In some surprising news, lambs are helping researchers understand why babies born to obese mothers are more likely to become fat.
A team from the universities of Wyoming and Texas found a link between maternal and offspring obesity, and is the first to demonstrate that this is the case in mammals which bear 'mature offspring' - as humans do.
"A relationship between maternal obesity and offspring obesity has been clearly identified in rodents but as their young are born immature, it was not clear whether the findings would apply to humans," said lead author Prof Peter Nathanielsz.
"Lambs offer a more similar model to understand the mechanism of human obesity as they are born at a more advanced level of maturity - equivalent to humans," he said.
For 60 days before conception and throughout their pregnancy, Nathanielsz and his team fed sheep either a normal diet or one that produced obesity, then monitored the appetite and weight gain of their lambs for a further 19 months.
They also monitored the levels of leptin, a hormone regulating appetite.
They found that in lambs born of normal weight mothers, there was a peak in leptin in the sixth to ninth days of life but this peak did not occur in lambs born to obese ewes.
"The neonatal peak in leptin plays a central role in the development of areas of the brain that regulate appetite. We have found that an absence of this peak in lambs born to obese mothers seems to predispose them to increased appetite and obesity in later life," said Nathanielsz.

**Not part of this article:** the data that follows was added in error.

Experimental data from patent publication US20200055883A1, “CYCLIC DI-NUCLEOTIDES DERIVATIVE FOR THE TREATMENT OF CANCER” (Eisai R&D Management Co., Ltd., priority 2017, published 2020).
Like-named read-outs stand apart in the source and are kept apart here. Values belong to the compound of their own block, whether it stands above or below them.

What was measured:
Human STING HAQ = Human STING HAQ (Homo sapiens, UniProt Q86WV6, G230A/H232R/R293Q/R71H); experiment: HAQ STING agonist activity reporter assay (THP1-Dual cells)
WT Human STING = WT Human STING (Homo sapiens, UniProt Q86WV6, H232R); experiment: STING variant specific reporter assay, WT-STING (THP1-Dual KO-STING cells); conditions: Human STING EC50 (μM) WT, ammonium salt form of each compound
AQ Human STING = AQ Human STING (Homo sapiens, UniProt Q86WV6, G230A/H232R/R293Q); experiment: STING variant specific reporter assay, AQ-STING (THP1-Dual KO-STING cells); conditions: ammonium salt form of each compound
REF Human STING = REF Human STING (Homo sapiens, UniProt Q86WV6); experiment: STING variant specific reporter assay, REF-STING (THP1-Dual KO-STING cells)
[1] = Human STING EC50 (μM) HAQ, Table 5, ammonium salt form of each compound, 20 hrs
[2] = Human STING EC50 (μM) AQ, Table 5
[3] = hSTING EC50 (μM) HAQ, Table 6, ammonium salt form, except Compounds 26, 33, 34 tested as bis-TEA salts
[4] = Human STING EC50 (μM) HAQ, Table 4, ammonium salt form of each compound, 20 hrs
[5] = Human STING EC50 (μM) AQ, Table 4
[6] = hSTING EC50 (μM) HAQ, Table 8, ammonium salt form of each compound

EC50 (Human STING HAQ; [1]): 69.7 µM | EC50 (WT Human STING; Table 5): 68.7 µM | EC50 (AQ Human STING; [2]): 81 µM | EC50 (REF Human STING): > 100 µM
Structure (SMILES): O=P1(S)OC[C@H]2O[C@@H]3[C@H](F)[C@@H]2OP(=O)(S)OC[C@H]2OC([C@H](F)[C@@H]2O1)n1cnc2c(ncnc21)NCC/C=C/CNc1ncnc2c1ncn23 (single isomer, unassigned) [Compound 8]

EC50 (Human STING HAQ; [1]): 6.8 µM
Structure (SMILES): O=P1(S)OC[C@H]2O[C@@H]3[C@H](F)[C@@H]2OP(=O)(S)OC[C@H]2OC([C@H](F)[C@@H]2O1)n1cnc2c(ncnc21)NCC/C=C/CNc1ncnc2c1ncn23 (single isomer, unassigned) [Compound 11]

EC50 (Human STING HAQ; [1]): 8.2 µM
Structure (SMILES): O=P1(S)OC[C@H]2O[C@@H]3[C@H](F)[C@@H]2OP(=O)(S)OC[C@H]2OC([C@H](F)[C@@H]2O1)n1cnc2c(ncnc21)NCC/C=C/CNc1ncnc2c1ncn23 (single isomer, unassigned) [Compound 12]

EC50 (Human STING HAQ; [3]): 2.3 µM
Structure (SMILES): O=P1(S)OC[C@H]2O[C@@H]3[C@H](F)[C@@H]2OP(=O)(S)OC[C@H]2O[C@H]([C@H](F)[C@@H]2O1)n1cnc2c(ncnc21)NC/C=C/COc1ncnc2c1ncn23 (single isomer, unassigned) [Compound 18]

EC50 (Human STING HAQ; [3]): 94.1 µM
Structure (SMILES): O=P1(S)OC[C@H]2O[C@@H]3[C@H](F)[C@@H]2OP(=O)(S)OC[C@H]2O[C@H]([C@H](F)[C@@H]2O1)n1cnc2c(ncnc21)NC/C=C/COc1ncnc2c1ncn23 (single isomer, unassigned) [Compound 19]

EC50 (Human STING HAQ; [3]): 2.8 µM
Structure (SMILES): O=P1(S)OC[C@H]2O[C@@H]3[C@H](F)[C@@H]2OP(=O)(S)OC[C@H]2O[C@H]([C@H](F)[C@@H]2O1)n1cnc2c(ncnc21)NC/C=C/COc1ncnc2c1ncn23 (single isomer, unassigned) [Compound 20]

Blood samples taken from one-day-old lambs also found that cortisol levels were up to 50 percent higher in obese sheep, leading the team to suspect that exposure to higher levels of cortisol in the womb may prevent the normal leptin rise in lambs of obese mothers.
"We propose that cortisol prepares fetal adipose tissue to secrete leptin - and that this process seems to be disrupted in lambs born to obese mothers. The nutrient excess present in the blood of obese mothers throughout gestation seems to inhibit the post-natal leptin peak - which likely has important consequences for the development of the lamb," said Nathanielsz.
"Seeing these hormonal change in lambs, in addition to what we have already found with rodents, is advancing our understanding of what programmes appetite. We are getting closer to understanding what causes obesity in humans," he added.
The findings are published in The Journal of Physiology.